Although Strong Persuader was Robert Cray’s fifth album, it was the first that launched the blues guitarist into the American mainstream. Having grown up as a fan of artists such as Muddy Waters and Albert Collins, Cray began a band that was marginally successful in the American Northwest, but it wasn’t until he signed with Mercury Records that he started receiving national and international attention. Little-known fact: Cray was the uncredited bassist in the Otis Day and the Knights band in National Lampoon’s Animal House. But it took “Smoking Gun,” the first track from Strong Persuader, to truly make Robert Cray a household name.
It’s interesting to listen to a blues album recorded in 1986 — and one mastered by the legendary Bernie Grundman — with ears tuned for 2015. While you would imagine blues to have a timeless feel, some of the tracks on Strong Persuader stand the test of time, while others feel quite dated — still enjoyable, just dated. The 192kHz/24-bit FLAC download from Acoustic Sounds Super HiRez was used for this review.
The biggest hit from the album, “Smoking Gun,” leads things off with a strong, mainstream groove, but it’s the reverb on David Olson’s snare drum that gives away the era in which it was recorded. Still, that doesn’t overshadow a masterful guitar solo. Incidentally, Cray has gone on to create his own custom Fender Stratocaster, which is still available today (and it’s also shown below).
“I Guess I Showed Her” also dates itself, this time with the Memphis Horn section. They sound fabulous, but their pulled-back placement in the mix, and the arrangement itself, screams ’80s. However, you can’t help but groove to Richard Cousins’ bass line in this track – it’s smooth, rich, and round. It’s a great bass sound; nothing is overly enhanced nor is it lacking punch.
The bass sound stays the same into “Right Next Door (Because of Me)” which was the second biggest hit off the album (and it’s a song that still remains in Cray’s live sets to this day). A line from “Right Next Door” also inspired the title of the album, which in turn also became a nickname for Cray himself. This track has a more timeless feel, except perhaps for Peter Boe’s vibraphone-esque keyboard solo.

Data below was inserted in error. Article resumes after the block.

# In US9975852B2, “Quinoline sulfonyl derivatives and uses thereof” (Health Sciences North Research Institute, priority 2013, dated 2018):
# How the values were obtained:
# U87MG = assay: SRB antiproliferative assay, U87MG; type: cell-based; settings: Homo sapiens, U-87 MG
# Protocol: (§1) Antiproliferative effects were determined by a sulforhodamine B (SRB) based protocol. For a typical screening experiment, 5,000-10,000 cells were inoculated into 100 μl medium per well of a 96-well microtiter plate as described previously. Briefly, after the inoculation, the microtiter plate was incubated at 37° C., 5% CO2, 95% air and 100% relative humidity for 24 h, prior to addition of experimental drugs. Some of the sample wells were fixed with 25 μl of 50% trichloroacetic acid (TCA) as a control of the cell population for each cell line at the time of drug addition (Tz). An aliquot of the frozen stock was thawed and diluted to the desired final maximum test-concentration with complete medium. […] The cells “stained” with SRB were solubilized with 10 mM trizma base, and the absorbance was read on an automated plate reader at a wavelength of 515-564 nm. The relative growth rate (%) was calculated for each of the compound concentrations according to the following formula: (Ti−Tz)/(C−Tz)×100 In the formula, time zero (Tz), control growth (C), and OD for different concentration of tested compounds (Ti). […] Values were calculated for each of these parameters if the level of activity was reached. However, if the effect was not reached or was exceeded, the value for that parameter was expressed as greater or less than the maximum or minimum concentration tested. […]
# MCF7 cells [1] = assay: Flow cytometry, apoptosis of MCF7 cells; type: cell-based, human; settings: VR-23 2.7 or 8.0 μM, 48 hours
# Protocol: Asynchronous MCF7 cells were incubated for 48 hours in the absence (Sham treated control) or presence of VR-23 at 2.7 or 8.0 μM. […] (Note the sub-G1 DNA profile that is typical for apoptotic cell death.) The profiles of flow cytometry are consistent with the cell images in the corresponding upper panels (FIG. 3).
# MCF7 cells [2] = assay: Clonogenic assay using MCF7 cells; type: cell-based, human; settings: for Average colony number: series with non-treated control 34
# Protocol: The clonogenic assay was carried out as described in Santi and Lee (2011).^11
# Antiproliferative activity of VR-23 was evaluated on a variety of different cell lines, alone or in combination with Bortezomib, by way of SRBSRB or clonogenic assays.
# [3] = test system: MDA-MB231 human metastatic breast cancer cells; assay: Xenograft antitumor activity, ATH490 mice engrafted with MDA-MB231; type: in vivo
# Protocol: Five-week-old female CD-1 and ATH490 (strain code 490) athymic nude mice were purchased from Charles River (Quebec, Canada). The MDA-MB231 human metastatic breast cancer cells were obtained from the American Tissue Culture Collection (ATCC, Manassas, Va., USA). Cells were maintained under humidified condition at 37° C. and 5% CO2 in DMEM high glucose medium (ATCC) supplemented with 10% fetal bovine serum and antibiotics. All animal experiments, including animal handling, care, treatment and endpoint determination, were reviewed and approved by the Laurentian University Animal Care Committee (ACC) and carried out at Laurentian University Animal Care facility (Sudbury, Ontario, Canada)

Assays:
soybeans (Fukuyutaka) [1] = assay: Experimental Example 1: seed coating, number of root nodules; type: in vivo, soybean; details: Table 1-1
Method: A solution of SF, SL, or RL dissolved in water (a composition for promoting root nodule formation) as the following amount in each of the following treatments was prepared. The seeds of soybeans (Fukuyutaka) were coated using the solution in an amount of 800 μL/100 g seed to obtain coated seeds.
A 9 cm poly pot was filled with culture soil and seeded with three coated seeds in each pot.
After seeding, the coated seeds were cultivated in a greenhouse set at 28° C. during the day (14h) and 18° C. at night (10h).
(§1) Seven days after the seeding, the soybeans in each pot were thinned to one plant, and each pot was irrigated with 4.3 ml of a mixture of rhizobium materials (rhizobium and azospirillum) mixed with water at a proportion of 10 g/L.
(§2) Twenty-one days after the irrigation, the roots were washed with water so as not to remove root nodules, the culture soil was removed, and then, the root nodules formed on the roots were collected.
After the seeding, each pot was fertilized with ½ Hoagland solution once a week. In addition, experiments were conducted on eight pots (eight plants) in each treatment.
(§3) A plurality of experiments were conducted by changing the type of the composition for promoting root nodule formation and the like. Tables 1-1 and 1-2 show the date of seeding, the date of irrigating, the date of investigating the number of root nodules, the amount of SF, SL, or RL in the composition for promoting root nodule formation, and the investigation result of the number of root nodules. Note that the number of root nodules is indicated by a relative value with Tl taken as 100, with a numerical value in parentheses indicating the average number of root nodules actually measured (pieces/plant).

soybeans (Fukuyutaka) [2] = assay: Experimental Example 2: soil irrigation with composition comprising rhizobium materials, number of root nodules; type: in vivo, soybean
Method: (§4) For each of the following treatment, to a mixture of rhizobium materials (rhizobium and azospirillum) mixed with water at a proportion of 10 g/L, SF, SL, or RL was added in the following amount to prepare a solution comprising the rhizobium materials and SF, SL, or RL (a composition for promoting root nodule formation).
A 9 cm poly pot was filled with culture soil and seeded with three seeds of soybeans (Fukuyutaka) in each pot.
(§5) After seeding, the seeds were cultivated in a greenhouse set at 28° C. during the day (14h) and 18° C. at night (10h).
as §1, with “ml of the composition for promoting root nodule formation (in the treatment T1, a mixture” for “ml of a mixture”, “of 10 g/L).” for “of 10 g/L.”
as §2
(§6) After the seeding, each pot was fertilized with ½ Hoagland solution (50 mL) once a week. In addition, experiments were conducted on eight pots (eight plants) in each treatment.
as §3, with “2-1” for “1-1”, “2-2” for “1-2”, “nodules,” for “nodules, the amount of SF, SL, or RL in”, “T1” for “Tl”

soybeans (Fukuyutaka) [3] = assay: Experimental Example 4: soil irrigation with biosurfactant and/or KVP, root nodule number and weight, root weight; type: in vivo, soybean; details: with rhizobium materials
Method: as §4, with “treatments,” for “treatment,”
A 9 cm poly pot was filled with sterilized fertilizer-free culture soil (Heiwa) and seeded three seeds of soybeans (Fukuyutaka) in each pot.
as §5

“Nothin’ But a Woman” is a wonderful syncopated toe-tapper. It brings back the Memphis Horns — still sitting a bit far back in the mix — but that only leaves more room for the groove of the drums and bass. As enjoyable as this track is, it’s hard to imagine why it also wasn’t a hit off the album.
Keyboards are more strongly featured in “Still Around.” The mix on this track has a nice balance of all the instruments, but overall, it feels a bit restrained by today’s standards.
“More Than I Can Stand” is another catchy, upbeat track featuring the sound of the Memphis Horns. Their unmistakably funky sound makes this track so appealing. Wayne Jackson and Andrew Love made up this soulful horn section, and they recorded with just about every soul, funk, and pop artist in the ’70s and ’80s.
Robert Cray’s storytelling skills are on full display on “Foul Play.” His talent at weaving tales about love — and, more often, betrayal — is his trademark. This sparse arrangement leaves the focus on his vocals and the words he’s singing from the heart.
It’s a shame that listeners have to wait until the eighth track of the album, “I Wonder,” to get a true blues classic. It’s such a great cut, with a perfect blues riff. You could also wonder why there weren’t more tracks like this on the album. Perhaps Cray was hoping for more mainstream exposure, but this one shows that he could have stuck to his roots a bit more.
“Fantasized” is another upbeat track featuring a great Cousins bass line with an Olson kick-drum accent. Simple, clean, and pleasant enough — this kick drum is perfectly recorded.
The final track on the album, “New Blood,” also has a classic blues chord progression. Interestingly enough, this more old-school track has a wider stereo image than the rest of the album, with the two rhythm guitars panned away from stereo center. It’s a great way to wrap up the album.
Blues aficionados will appreciate the few tracks of true blues on Strong Persuader, and new listeners to the genre will get an easy introduction to the format. Although you can definitely tell what era this album was recorded, the music, talent, and songwriting skills are just as relevant today. Robert Cray is still touring — in fact, he just released a Blu-ray/2-CD combo called 4 Nights of 40 Years Live — and any fan, new or old, should check out Strong Persuader, especially in a hi-res format that lets all the subtle nuances of the music come through.
Editor’s note: If you’d like to read a current interview with Cray conducted by HRAC‘s Mike Mettler, go to The SoundBard.